She recalled her 2018 trip to Africa, where she visited a 17th century slave-trade fort in Ghana.
“I was horrified when I listened to the guide tell me so many inhumane stories,” she said. “And I gained a new perspective. This time in our history, we must never forget so that we can ensure that it never happens again.”
The first lady was one of many speakers at the four-day convention to try to improve public perceptions of a president whose Twitter posts trashing his adversaries and stoking racism have helped keep his approval ratings low.
Republicans hoped she could enhance her husband’s appeal to women, who preferred Hillary Clinton over Trump, 54% to 42%, in the 2016 election, according to exit polls. Women now favor his Democratic challenger, Joe Biden, over Trump by 56% to 40%, according to a voter survey this month by ABC News and the Washington Post.
The speech gave Melania Trump a chance to recover from the political fiasco of her 2016 speech at the Republican convention in Cleveland. After more than two days of denials that passages had been plagiarized from a speech by former First Lady Michelle Obama, the Trump campaign admitted a speechwriter had cribbed the material.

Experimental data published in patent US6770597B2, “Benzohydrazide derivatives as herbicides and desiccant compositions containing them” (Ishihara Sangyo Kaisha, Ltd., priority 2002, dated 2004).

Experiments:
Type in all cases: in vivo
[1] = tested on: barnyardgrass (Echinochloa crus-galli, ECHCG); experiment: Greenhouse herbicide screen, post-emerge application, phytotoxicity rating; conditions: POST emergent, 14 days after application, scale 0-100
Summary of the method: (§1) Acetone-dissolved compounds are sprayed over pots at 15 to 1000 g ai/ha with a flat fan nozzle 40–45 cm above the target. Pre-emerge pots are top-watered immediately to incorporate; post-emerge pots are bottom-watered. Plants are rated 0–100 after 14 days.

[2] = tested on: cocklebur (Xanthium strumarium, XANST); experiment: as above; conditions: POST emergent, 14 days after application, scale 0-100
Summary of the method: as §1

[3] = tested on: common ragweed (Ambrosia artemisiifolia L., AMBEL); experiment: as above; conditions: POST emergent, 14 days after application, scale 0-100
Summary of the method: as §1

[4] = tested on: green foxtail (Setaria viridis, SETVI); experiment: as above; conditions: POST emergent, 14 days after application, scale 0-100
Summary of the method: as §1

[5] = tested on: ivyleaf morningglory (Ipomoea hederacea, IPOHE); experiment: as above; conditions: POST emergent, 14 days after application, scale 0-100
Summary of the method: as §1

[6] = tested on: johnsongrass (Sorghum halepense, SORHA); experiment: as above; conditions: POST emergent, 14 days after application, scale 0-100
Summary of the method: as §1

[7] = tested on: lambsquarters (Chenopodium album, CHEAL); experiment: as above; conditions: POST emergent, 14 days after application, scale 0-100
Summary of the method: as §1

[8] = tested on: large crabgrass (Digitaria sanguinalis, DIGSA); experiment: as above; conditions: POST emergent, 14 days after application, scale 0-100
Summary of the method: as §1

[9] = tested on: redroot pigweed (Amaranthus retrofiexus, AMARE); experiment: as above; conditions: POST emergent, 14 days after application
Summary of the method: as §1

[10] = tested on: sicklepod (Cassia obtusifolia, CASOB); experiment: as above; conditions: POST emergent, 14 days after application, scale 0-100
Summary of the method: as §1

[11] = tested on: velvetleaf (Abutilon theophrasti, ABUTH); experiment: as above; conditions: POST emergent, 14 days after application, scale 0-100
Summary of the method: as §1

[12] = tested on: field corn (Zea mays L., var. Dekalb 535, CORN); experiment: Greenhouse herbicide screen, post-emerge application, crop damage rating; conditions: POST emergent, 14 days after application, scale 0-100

The first lady also invited controversy by delivering her 2020 speech at the White House, just as the president plans to do on Thursday with his speech formally accepting the party nomination. Critics charged it was one of many instances of the president breaking norms, if not laws, by harnessing government resources to advance his personal or political interests.
The Republican National Convention, with its planned use of the White House as backdrop and speeches from administration officials, spurs outcry from ethics experts.
The Rose Garden speech, the highest-profile event yet for a first lady who keeps a low profile, came at a sensitive time. A recent book by Washington Post reporter Mary Jordan revealed that Melania Trump was renegotiating her prenuptial agreement in 2016 when the president was fighting allegations of extramarital sex and facing criticism for saying on tape that he grabbed women by the crotch without their consent.